On May 23, 2012, hundreds of farmers slowed traffic on roads across the Czech Republic with over two thousand pieces of agricultural machinery, mainly tractors.
THIS REPORT CONTAINS ASSESSMENTS OF COMMODITY AND TRADE ISSUES MADE BY
USDA STAFF AND NOT NECESSARILY STATEMENTS OF OFFICIAL U.S. GOVERNMENT
GAIN Report Number: EZ1203
Czech Farmers Protest
Agriculture in the Economy
Michael Henney, Agricultural Attaché
Jana Mikulasova, Agricultural Specialist
On May 23 hundreds of farmers across the country took to their tractors to protest against cancellation
of the fuel tax benefit and introduction of an excise tax on still wines.
On May 23, 2012, hundreds of farmers slowed traffic on roads across the Czech Republic with over two
thousand pieces of agricultural machinery, mainly tractors. The country-wide farmers’ protest was
sparked by proposed new austerity measures which include two particular onerous changes in the tax
system: cancellation of the fuel subsidy and introduction of an excise tax on still wines. The austerity
package, approved by the Prime Minister on May 23, moves now to the Czech Chamber of Deputies for
vote and then to the President for a signature. If authorized, provisions would enter into force in
Currently, Czech farmers are eligible for a refund of 60 percent of the excise tax paid on diesel fuel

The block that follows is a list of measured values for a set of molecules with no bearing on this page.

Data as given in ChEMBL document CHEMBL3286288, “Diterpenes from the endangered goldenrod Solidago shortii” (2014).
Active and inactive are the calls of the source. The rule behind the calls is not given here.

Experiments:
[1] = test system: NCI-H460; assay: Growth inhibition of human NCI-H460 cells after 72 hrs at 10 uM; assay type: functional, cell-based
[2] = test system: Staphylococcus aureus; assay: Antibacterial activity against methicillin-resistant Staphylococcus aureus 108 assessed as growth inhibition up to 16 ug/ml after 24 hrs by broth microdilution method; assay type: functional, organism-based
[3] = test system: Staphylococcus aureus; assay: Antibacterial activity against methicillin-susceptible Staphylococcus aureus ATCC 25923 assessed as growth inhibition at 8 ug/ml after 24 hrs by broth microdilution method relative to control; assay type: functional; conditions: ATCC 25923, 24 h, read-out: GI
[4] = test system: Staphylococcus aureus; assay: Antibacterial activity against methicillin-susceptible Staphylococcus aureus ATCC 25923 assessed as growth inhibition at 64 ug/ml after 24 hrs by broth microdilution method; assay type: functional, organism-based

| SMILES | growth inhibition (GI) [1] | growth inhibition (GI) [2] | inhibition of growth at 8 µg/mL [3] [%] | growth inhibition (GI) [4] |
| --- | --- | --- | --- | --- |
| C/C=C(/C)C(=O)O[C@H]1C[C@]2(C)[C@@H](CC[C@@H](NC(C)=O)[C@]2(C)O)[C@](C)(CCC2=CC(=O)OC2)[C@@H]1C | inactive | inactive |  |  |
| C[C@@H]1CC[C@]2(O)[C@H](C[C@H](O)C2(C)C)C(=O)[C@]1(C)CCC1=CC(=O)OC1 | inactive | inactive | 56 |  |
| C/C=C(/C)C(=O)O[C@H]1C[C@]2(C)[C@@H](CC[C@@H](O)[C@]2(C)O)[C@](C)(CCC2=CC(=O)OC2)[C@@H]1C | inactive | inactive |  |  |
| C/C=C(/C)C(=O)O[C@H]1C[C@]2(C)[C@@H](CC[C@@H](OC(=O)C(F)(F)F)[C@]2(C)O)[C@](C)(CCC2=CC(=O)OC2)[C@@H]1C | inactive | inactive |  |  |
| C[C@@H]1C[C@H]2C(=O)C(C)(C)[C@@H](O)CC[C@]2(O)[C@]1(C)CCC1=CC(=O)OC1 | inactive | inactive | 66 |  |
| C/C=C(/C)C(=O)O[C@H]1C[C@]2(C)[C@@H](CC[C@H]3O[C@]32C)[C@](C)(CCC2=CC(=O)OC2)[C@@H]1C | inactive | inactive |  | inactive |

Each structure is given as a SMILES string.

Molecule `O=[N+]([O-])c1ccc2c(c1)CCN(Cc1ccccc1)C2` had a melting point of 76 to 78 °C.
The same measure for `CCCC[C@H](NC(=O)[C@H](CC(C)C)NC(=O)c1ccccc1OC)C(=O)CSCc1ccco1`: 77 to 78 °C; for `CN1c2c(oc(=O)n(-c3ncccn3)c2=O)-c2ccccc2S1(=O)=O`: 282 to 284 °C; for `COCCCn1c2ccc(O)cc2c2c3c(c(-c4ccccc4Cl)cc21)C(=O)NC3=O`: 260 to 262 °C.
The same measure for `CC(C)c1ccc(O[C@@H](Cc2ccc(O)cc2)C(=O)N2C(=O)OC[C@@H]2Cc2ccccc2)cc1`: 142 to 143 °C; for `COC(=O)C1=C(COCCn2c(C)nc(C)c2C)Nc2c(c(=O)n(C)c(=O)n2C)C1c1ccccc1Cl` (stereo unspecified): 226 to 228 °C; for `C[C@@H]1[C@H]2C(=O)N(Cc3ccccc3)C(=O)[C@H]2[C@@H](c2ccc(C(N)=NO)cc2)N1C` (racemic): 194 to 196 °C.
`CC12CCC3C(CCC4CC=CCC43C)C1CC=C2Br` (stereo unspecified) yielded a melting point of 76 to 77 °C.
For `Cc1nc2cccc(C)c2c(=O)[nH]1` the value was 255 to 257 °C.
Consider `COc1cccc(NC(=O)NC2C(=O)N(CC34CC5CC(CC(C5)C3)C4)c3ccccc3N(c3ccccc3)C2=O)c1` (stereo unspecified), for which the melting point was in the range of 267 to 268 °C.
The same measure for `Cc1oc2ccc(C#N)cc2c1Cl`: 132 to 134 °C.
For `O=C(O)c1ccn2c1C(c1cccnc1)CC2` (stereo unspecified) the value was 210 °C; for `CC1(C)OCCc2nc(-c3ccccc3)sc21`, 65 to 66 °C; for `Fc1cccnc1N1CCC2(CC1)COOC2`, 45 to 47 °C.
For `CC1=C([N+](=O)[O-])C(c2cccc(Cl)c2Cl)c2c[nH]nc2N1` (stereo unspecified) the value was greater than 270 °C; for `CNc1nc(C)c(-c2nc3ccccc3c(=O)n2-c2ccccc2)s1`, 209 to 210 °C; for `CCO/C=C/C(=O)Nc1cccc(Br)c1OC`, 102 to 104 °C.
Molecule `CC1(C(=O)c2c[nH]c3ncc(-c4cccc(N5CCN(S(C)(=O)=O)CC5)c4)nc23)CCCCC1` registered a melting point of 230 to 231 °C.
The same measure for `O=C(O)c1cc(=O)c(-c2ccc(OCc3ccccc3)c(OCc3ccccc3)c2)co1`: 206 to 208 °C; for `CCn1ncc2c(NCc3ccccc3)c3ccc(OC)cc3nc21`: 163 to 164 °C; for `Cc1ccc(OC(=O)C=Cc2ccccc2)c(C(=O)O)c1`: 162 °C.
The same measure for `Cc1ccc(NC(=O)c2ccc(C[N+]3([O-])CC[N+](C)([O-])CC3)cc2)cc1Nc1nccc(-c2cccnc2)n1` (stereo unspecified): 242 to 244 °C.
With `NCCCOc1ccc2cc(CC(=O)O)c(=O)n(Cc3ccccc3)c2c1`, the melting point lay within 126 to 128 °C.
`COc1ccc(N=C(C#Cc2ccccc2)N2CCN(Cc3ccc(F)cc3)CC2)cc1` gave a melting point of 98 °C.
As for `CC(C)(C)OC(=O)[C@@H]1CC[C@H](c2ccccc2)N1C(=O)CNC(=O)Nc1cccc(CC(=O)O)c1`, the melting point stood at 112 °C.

purchased for agricultural use. Cancellation of this tax benefit will result in farmers paying
approximately 11 CZK (US $0.55) more per 1 liter of diesel. Annualized, the lost benefit to the farmer
community would amount to between 1.6 to 1.8 billion CZK (US $80.5 to $90.6 million). According to
Jan Veleba, President of Agrarian Chamber, all other EU states except for Slovakia have tax benefits for
fuel in place.
The package of austerity measures approved by the Prime Minister also introduces an excise tax on still
wines of 10 CZK (US $0.5) per liter. Currently wines are exempt from such tax. Small wine producers,
which create approximately one quarter of the country’s wine production, will be exempt from the tax.